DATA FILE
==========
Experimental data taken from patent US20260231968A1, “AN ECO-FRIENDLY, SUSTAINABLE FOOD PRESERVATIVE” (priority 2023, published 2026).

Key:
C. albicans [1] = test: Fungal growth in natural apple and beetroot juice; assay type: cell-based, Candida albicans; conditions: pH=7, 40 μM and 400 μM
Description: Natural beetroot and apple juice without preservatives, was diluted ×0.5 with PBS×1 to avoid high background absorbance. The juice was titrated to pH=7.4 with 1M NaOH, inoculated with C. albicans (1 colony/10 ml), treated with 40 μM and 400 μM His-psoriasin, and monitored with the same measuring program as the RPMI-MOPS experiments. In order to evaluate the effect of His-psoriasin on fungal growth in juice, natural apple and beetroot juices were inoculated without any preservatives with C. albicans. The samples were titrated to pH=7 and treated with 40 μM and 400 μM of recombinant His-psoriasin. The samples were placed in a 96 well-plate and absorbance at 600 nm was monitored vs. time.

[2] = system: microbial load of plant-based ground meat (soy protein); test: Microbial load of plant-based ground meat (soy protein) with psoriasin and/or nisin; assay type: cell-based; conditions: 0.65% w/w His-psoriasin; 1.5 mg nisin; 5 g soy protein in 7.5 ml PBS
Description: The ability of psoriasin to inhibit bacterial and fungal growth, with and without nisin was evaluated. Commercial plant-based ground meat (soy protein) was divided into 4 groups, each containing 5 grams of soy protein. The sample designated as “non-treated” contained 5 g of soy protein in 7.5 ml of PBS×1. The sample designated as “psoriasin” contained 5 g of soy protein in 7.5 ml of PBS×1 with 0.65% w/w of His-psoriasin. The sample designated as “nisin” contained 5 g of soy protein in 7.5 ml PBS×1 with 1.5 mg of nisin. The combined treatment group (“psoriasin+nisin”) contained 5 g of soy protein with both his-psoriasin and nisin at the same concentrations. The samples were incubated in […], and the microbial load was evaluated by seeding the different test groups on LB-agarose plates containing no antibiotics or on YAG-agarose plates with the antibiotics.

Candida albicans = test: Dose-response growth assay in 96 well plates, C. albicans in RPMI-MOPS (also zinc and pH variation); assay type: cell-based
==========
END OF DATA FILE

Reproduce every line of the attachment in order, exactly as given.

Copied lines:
Experimental data taken from patent US20260231968A1, “AN ECO-FRIENDLY, SUSTAINABLE FOOD PRESERVATIVE” (priority 2023, published 2026).

Key:
C. albicans [1] = test: Fungal growth in natural apple and beetroot juice; assay type: cell-based, Candida albicans; conditions: pH=7, 40 μM and 400 μM
Description: Natural beetroot and apple juice without preservatives, was diluted ×0.5 with PBS×1 to avoid high background absorbance. The juice was titrated to pH=7.4 with 1M NaOH, inoculated with C. albicans (1 colony/10 ml), treated with 40 μM and 400 μM His-psoriasin, and monitored with the same measuring program as the RPMI-MOPS experiments. In order to evaluate the effect of His-psoriasin on fungal growth in juice, natural apple and beetroot juices were inoculated without any preservatives with C. albicans. The samples were titrated to pH=7 and treated with 40 μM and 400 μM of recombinant His-psoriasin. The samples were placed in a 96 well-plate and absorbance at 600 nm was monitored vs. time.

[2] = system: microbial load of plant-based ground meat (soy protein); test: Microbial load of plant-based ground meat (soy protein) with psoriasin and/or nisin; assay type: cell-based; conditions: 0.65% w/w His-psoriasin; 1.5 mg nisin; 5 g soy protein in 7.5 ml PBS
Description: The ability of psoriasin to inhibit bacterial and fungal growth, with and without nisin was evaluated. Commercial plant-based ground meat (soy protein) was divided into 4 groups, each containing 5 grams of soy protein. The sample designated as “non-treated” contained 5 g of soy protein in 7.5 ml of PBS×1. The sample designated as “psoriasin” contained 5 g of soy protein in 7.5 ml of PBS×1 with 0.65% w/w of His-psoriasin. The sample designated as “nisin” contained 5 g of soy protein in 7.5 ml PBS×1 with 1.5 mg of nisin. The combined treatment group (“psoriasin+nisin”) contained 5 g of soy protein with both his-psoriasin and nisin at the same concentrations. The samples were incubated in […], and the microbial load was evaluated by seeding the different test groups on LB-agarose plates containing no antibiotics or on YAG-agarose plates with the antibiotics.

Candida albicans = test: Dose-response growth assay in 96 well plates, C. albicans in RPMI-MOPS (also zinc and pH variation); assay type: cell-based